"Paula Prentiss was good, but she couldn't remember what she was doing from one shot to the next. Her shots never matched"- Howard Hawks on Man's Favorite Sport?
Man's Favorite Sport? (1964) Movie Trailer
Man's Favorite Sport? - 1964 (Original Poster)
Released: January 29, 1964 Running time 120 minutes
Howard Hawks and Cary Grant first met in 1937 and soon became friends. Hawks and Grant ended up working on five films together and the famed director developed a lot of trust in his friend’s talent.
Grant’s comedic timing and ability to ad-lib the perfect line added sizzle to some of the best comedies Howard Hawks produced.
When Hawks decided to film the story that became “Man’s Favorite Sport?” he planned to have Cary Grant play the role of the stuffy fishing “expert” Roger Willoughby. Unfortunately for Hawks and for the picture, Cary Grant fell in love with a witty and suspenseful script by Peter Stone that director Stanley Donen turned into “Charade.”
Director: Howard Hawks
Producer: Howard Hawks
Screenplay: Pat Frank (story) John Fenton Murray and Steve McNeil
Music: Henry Mancini
Cinematography: Russell Harlan
Editors: Stuart Gilmore
Art Directors: Alexander Golitzen and Tambi Larsen
So, Howard Hawks was left to try making a Cary Grant comedy without Cary Grant.
To his credit, Rock Hudson gave the Roger Willoughby role his best shot. He valiantly takes all the pratfalls and deals with all the humiliations the tale piles high upon his head. As the writer of a popular fishing manual who had never actually gone fishing until his department store boss enters him into a fishing tournament, the part offers many opportunities for exasperation, bewilderment, and awkward attempts at bravado. These, of course, were Cary Grant comedic specialties. For all of Hudson’s charm, talent, and determination, he falls short of being Cary Grant.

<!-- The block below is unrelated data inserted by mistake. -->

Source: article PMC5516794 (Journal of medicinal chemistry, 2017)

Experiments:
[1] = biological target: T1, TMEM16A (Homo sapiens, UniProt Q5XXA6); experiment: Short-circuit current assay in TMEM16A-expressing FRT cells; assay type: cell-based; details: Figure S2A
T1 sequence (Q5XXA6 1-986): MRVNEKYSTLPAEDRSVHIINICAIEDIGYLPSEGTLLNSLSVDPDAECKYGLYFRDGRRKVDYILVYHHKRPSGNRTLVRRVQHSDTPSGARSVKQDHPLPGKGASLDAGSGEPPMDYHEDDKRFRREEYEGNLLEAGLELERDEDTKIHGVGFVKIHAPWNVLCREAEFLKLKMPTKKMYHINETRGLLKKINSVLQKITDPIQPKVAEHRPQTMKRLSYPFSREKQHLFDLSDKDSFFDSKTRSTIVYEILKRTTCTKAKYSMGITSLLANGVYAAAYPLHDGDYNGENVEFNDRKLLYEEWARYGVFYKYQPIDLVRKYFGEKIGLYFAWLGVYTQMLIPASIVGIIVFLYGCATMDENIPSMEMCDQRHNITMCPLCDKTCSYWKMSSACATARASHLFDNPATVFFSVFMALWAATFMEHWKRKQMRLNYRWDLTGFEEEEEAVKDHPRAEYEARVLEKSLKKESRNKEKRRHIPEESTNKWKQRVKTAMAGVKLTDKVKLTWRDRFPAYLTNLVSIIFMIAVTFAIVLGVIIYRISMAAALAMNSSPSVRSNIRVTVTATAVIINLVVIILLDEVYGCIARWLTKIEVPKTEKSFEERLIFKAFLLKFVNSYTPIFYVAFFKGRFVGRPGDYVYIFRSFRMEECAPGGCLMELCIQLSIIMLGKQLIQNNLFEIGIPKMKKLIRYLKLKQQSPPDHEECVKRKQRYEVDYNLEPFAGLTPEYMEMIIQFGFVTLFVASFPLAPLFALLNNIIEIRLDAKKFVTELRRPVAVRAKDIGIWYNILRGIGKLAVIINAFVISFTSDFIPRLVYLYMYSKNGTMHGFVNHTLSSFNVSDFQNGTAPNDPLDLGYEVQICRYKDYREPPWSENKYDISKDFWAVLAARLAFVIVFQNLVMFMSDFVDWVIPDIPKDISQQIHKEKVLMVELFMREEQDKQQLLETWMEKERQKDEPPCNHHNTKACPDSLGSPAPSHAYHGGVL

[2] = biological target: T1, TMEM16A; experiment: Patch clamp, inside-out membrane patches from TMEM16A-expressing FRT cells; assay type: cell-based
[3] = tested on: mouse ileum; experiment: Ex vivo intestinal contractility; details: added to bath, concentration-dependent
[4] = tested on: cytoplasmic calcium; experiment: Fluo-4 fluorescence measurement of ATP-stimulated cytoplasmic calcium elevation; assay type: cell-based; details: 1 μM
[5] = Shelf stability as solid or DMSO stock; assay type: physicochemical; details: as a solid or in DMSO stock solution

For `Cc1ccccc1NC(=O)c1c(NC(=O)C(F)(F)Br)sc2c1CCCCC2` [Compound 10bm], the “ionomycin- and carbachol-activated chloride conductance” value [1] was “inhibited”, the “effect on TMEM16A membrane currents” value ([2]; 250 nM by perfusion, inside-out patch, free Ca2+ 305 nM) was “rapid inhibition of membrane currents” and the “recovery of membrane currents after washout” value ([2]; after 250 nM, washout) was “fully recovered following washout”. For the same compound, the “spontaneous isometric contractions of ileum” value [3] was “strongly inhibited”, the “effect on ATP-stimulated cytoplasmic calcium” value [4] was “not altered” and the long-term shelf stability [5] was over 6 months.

Several film historians report that Hawks had originally hoped to reunite his “Bringing Up Baby” team of Hepburn and Grant for this picture. Once Rock Hudson was cast as the male lead, he began searching for a younger actress to play his antagonist and eventual lover.
When Howard Hawks saw footage of an attractive, twenty-three year old MGM contract player named Paula Prentiss, he was certain she would be perfect for the role of the strong and often mischievous publicist Abigail Page. He soon ran into problems with studio executives at Paramount who wanted him to cast a more recognized actress to play opposite Hudson.
After a tense meeting with these executives, Hawks assembled the crew he had assembled for “Man’s Favorite Sport?” and told them that they would be moving to Universal Studios right after lunch. According to associate producer Paul Helmick, Universal welcomed them with open arms. “It all happened within an hour. When we got to Universal our names were already painted on our parking spaces.”
“Man’s Favorite Sport?” was released on February 5, 1964. By spring of that year Universal Studios was probably less enthusiastic about Hawks’ decision to join them to make this picture. Although it opened fairly well, tepid reviews and poor word of mouth dragged down the potential audience. By year’s end, “Man’s Favorite Sport?” had fallen far enough to rank only twenty-eighth on the box office charts for the year.
It is hard to watch this film today without imagining what type of movie it would have been if Hawks had been able to reunite Cary Grant and Kathryn Hepburn to play the lead roles. Pondering that “what if” will always remain one of the favorite sports of Howard Hawks fans.
By following the life and art of Howard Hawks one can capture the true essence of the Golden Age of Hollywood, as if slipping on special lenses that suddenly pull away the grain and glare to reveal an unforgettable time of Movie Magic.